TOPICS > Science > Science Wednesday

In space, ‘take your protein pills’ and get your Sriracha on

BY Talia Mindich  May 21, 2014 at 11:09 AM EDT
Space food has come a long way since 1966 when this photo was taken of a NASA test subject consuming a meal of pot roast and gravy through a feeding tube pack aboard a Gemini spacecraft mockup. Photo by Underwood Archives/Getty Images

Space food has come a long way since 1966 when this photo was taken of a NASA test subject consuming a meal of pot roast and gravy through a feeding tube pack aboard a Gemini spacecraft mockup. Photo by Underwood Archives/Getty Images

In space, green beans taste like grass and sliced strawberries are repulsively sweet. That’s according to NASA astronaut Douglas Wheelock, who spent more than 178 days living — and eating — aboard the International Space Station and space shuttle Discovery.

The astronaut palate is a mysterious thing. Some say their favorite foods taste like plastic in space. Others say flavor gets better. What is undisputed is that a person’s taste for something on Earth can’t be trusted in orbit.

science-wednesday

This is partly because the body’s fluids realign in microgravity, causing nasal congestion, says Pamela Dalton, a researcher at the Monell Chemical Senses Center. Swelling in the nasal passage also obstructs the transport of odor molecules to their receptors, which, Dalton said, can translate to a 70 percent reduction in flavor. After a few weeks the swelling subsides, but some congestion remains.

Canadian astronaut Chris Hadfield — known by earthlings as the guy who performed a rendition of David Bowie’s “Space Oddity” while commander of the International Space Station — said being in space was like suffering a perpetual head cold.

“Your sinuses clog up and your tongue kind of swells up,” said Hadfield, author of “An Astronaut’s Guide to Life on Earth.” “And a lot of the subtlety of the palate and the tongue and the smell that goes along with it — the olfactory ability to sense your food — it all becomes congested.”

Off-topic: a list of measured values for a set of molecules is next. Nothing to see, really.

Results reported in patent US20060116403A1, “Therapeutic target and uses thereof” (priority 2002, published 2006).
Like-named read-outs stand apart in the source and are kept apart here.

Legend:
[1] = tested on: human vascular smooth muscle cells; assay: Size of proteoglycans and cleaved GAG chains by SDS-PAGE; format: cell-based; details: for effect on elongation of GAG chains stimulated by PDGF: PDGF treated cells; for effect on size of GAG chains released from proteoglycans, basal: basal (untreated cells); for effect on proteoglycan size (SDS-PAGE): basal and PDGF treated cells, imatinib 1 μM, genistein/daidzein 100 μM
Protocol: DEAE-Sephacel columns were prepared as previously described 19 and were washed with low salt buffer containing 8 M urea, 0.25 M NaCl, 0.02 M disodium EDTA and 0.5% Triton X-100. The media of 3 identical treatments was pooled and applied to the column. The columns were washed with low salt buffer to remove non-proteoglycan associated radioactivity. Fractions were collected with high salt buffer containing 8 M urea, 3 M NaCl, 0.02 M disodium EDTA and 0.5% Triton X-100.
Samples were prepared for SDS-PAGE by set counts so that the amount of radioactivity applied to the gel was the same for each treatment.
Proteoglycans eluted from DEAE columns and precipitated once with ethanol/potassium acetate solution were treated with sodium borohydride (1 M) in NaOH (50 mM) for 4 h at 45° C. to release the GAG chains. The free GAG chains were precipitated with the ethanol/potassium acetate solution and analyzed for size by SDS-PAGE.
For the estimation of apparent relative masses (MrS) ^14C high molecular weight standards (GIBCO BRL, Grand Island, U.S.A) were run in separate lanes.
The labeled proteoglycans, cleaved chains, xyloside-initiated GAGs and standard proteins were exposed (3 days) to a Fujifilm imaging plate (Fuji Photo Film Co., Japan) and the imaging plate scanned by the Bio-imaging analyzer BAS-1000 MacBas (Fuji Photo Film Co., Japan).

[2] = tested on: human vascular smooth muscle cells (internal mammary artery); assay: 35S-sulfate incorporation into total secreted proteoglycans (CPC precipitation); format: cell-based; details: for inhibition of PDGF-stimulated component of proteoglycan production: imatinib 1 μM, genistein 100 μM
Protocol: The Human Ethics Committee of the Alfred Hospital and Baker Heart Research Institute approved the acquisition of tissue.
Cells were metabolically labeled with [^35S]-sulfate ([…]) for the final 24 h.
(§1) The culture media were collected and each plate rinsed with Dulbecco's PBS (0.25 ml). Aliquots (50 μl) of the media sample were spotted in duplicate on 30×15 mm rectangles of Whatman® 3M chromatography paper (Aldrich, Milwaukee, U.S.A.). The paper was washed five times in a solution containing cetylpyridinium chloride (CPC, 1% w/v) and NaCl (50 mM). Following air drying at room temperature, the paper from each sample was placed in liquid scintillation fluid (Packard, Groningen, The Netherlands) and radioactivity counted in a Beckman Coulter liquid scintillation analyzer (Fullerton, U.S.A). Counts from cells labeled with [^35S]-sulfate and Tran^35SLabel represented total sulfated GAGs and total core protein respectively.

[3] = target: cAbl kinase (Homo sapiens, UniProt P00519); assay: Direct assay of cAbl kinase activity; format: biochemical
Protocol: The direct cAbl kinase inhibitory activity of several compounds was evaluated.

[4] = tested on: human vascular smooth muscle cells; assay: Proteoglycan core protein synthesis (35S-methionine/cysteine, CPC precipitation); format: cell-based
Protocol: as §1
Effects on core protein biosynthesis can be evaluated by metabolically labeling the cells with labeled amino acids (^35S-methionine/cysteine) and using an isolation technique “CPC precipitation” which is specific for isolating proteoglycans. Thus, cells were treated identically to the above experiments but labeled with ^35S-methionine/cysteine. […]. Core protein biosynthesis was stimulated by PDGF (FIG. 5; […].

Imagine standing on your head for hours, he said. It’s kind of like that.

To compensate, astronauts have been known to go heavy on the hot sauce. Wasabi, Louisiana hot sauce, peppery olive oil and Tabasco clutter the ISS cabinets.

The perennial favorite? Shrimp cocktail — freeze-dried shrimp and a tomato-based sauce with bits of horseradish.

“It’s got a really strong, searing, wasabi kind of cut to the flavor” that opens up the sinuses, Hadfield said. Moreover, the distinctive texture of shrimp — that “fibrous chewiness” — survives rehydration better than other foods.

Chris Hadfield discusses advances in food since the early days of space exploration.

“The bits of horseradish are really good about overpowering the sterile smells of the station,” said Wheelock, who had never craved shrimp cocktail until spaceflight. “It has a lot more punch in the flavor that can overpower the membranes’ swelling in your sinuses, along with the sterile smell of the equipment operating on the station.”

Contained smells in the orbiting satellite, many of them unpleasant, may also play a role. On the International Space Station, body odors like sweat and the exhaust of operating equipment accumulate in the re-circulated air, further suppressing the ability to receive new odors, Dalton said.

“(Astronauts) may be massively adapted to a wide range of odors and really unable to smell anything new,” said Dalton, who has done research regarding smell for NASA. “But that of course hasn’t really been confirmed because nobody’s done smell testing in space, unfortunately.”

Without smell, you can no longer smell your children, or your spouse, and you are unaware of your own odors, said Dalton. “It can be very depressing.”